“It’s not the gift, but the thought that counts.” Henry Van Dyke
A thoughtful gift is not an expensive one.
There is no correlation between value to the recipient and the cost to you. A gift can be free, and still be thoughtful.
A thoughtful gift is not one you’ve agonised over.
Spending hours looking for that perfect something does not make it a thoughtful gift. Because it’s not the gift that counts.
Gift giving should not be an obligatory chore.
It should not be a perfunctorily dispatched exchange of items of equal monetary value.
A thoughtful gift should be a joy, deliciously anticipated by both the receiver and the giver.
A thoughtful gift isn’t about the gift; it’s being thoughtful about the person you’re giving the gift to.
A thoughtful gift is one that your recipient wants, will like and will find joy in.
“The heart of a gift lies in its purpose: to show love.” [source]
You’ve probably heard of the 5 Love Languages. It’s a way of understanding how we like to express and experience love. If you want to express your love for someone, the best way is to do so is in a way they like to experience it.
The same goes for giving gifts.
A thoughtful gift is not a gift that you would like, nor is it a gift you think someone should like, it is one your recipient will actually like.
How do you know what your recipient would like?
Well, you could just ask them, as boring as that seems.
Just as we ask kids what they would like Santa to bring, it makes sense to ask family and friends what they would like.
Or you could ask their spouse / parent / partner / sibling / friend for ideas.
But if asking straight out isn’t the etiquette in your family, then you can go covert and have strategic conversations to gather gift ideas.
“So, have you read the latest book from…? Oh, it’s on your wish list, is if?”
If that’s not possible, then consider the person’s likes, interests and hobbies. Check out their Facebook, Pinterest and Instagram pages to get ideas of what they might like. Give them something they will find useful, that they will enjoy.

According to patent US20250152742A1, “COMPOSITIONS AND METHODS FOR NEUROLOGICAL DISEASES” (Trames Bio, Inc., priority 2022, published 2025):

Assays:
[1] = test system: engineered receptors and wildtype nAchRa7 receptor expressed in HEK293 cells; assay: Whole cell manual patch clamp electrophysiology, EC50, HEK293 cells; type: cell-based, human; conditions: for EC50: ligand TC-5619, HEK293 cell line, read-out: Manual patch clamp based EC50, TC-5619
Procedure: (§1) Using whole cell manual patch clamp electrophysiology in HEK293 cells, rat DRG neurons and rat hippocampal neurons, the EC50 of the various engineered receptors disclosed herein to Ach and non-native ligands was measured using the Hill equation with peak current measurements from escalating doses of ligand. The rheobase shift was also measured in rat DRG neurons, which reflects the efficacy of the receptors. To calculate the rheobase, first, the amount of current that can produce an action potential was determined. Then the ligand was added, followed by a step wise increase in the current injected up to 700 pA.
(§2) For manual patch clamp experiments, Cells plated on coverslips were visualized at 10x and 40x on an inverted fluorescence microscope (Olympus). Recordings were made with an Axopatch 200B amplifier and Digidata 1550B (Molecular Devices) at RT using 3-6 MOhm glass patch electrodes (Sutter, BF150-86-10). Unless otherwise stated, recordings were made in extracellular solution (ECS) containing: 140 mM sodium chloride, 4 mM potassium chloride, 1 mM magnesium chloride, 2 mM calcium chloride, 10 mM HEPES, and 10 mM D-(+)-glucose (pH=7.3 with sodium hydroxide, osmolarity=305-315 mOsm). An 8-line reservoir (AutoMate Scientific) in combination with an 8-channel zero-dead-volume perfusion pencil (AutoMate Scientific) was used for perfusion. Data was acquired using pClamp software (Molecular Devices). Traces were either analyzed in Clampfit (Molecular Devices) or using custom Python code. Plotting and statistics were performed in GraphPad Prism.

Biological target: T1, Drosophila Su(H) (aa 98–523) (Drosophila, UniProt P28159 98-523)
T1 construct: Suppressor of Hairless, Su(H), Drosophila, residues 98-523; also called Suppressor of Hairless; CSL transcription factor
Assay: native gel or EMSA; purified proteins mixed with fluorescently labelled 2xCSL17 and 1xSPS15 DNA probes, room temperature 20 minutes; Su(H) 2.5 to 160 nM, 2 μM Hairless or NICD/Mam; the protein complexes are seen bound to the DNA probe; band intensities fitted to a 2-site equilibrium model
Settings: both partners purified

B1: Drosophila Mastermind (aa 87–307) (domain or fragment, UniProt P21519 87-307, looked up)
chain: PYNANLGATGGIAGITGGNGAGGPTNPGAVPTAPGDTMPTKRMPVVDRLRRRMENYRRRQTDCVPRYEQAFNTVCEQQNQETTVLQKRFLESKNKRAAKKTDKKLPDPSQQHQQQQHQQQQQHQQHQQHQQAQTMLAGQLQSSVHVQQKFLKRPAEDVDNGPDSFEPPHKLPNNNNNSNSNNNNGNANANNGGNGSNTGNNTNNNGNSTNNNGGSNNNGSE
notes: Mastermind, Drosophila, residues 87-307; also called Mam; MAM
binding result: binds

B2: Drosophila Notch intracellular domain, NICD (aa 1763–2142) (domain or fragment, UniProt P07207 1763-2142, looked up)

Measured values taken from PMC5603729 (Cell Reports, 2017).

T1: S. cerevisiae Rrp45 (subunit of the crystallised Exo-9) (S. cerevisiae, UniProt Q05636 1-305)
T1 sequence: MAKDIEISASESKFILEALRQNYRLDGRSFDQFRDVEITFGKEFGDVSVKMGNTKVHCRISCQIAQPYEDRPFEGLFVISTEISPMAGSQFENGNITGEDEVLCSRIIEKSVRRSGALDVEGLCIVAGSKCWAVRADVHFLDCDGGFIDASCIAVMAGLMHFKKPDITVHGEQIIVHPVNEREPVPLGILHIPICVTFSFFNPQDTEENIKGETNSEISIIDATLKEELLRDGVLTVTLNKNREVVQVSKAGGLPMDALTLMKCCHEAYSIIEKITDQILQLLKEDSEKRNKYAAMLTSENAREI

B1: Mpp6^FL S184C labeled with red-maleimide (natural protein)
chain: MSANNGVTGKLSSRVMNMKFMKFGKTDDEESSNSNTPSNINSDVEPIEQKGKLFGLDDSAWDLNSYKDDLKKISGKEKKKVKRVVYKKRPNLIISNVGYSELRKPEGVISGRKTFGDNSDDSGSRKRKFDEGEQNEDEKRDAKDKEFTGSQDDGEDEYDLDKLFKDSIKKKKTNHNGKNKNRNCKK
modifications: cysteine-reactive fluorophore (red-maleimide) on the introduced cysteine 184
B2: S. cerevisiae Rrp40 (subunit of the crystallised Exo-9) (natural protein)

Look at the pages your recipient likes and follows on Facebook. That will give you an idea of their tastes. Have a look at their Pinterest boards. If you’re lucky, they will have a ‘products I love’ board, otherwise you’ll have to do a little digging.
If worse comes to worse, give a gift card. But even gift cards should be tailored to your recipient. My mother lives in a small town and has been given gift cards to stores she has to travel hundreds of kilometres to buy from. Not the most well-thought-out gift. To snazzy up gift cards, look here or here for ideas.
You don’t want to give them a gift that will end up in the charity store by New Year, just as much as they don’t want to receive that kind of gift.
In our consumer society we’re all weighed down with useless clutter. Let’s not add to that clutter this gift giving season.
Let’s give, because giving gifts is fun and a way of showing love, but give thoughtfully, giving gifts that our friends and family will genuinely appreciate.
Melissa Goodwin is a writer and the creator of Frugal and Thriving who has a passion for living frugally and encouraging people to thrive on any budget. The blog is nine years old and is almost like her eldest baby. Prior to being a blogger and mum (but not a mummy blogger), she worked as an accountant doing other people’s budgets, books and tax.